Posts Tagged with
National Security

Xinjiang, China

The country’s repressive response to political violence reflects a surge in Chinese nationalism, Batten professor Philip Potter told an online audience during the latest edition of Batten Expert Chats.

Brad Carson

Brad Carson, a native Oklahoman who represented the state’s 2nd Congressional District in the House of Representatives, taught courses related to national security and public sector innovation at Batten.

President of China Xi Jinping

In an article for Political Violence @ a Glance, Batten's Phil Potter, director of the National Security Policy Center, and co-authors Chen Wang and Claire Oto discuss China's transparency problem, as well as the risks and rewards of transparency.

ISIS fighters in Raqqa, Syria, June 2014

ISIS is quietly “rising from the ashes” in areas of Iraq and Syria, due in part to the group’s vast international network of affiliates. Batten’s Phil Potter and co-authors outline why ISIS will be difficult to finish off without defeating the terrorist organization’s entire network of allies.


Since the 9-11 attacks, it has become increasingly clear that the congressional role in US foreign policy, particularly in matters of war and peace, has faded to virtually nothing. Batten's Phil Potter, Associate Professor of Politics and Public Policy and Director of the National Security Policy Center, elaborates.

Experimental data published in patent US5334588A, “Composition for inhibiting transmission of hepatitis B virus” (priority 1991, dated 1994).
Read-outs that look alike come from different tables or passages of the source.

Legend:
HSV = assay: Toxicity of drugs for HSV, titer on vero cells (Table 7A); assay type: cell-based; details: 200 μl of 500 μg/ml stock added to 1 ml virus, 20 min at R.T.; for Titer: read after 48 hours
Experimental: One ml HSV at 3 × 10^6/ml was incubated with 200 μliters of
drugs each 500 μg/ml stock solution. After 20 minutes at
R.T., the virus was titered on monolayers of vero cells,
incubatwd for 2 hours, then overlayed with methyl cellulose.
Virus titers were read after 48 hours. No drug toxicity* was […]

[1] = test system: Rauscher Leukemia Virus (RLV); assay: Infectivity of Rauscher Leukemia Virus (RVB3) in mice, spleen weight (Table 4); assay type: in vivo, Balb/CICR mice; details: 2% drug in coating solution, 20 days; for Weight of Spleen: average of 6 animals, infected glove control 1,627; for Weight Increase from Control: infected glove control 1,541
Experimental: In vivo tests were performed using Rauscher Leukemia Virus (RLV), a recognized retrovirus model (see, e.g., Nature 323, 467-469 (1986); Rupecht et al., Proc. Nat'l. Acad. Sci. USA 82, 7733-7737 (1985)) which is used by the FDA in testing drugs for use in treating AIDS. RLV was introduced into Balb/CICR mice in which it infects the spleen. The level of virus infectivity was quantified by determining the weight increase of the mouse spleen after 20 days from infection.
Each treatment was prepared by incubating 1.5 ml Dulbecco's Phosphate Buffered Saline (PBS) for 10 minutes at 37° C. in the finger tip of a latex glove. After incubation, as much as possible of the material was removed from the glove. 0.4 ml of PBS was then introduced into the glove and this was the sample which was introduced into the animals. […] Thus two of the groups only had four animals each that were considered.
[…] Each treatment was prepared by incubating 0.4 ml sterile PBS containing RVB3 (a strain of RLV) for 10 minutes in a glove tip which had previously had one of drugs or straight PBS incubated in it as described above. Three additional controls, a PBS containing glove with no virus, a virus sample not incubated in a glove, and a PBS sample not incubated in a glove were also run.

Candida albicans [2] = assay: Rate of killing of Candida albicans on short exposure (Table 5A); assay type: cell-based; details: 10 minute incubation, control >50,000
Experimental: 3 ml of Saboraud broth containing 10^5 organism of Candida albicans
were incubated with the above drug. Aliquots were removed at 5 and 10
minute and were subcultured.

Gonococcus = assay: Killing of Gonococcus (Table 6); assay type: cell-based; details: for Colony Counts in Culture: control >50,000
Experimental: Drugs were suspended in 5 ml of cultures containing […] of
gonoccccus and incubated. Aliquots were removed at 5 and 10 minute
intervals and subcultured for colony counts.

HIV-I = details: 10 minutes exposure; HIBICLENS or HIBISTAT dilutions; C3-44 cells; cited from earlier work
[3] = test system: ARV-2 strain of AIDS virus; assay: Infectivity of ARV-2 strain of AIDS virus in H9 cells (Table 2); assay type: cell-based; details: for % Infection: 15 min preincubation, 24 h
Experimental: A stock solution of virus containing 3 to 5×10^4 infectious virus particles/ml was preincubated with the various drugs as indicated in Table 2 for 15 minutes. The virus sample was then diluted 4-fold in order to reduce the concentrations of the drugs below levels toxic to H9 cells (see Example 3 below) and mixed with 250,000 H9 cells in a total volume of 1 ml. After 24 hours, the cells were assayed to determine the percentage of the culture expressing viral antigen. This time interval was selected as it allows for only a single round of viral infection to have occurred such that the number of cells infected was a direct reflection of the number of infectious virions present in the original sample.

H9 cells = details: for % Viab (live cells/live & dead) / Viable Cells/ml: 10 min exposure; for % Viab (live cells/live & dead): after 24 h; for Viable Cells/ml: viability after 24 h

The High Costs of a Precipitous US Withdrawal from Afghanistan

Batten’s Phil Potter and co-authors discuss how America’s war in Afghanistan — the longest conflict in U.S. history — has morphed from a counterterrorism mission into something more ambitious but less well defined and, ultimately, less successful.

Senator Tim Kaine

Virginia’s junior senator, who introduced legislation limiting presidential war powers as tensions escalated in the Middle East, said he came to the Batten School to hear from the one group likely to be most affected by war: young people.

The World Trade Organization's headquarters in Geneva

The global trade appeals system has stalled. Batten's Philip Potter and the University of Pennsylvania's Julia Gray examine if it ever really worked.

Philip Potter

Since its inception in 2018, the National Security Policy Center at the University of Virginia’s Frank Batten School of Leadership and Public Policy has made something of a name for itself.


A multidisciplinary team of public policy, computer science, and law faculty earned a national grant to establish a course aimed at teaching graduate students to examine the complex ethical, legal, and policy implications of new technologies.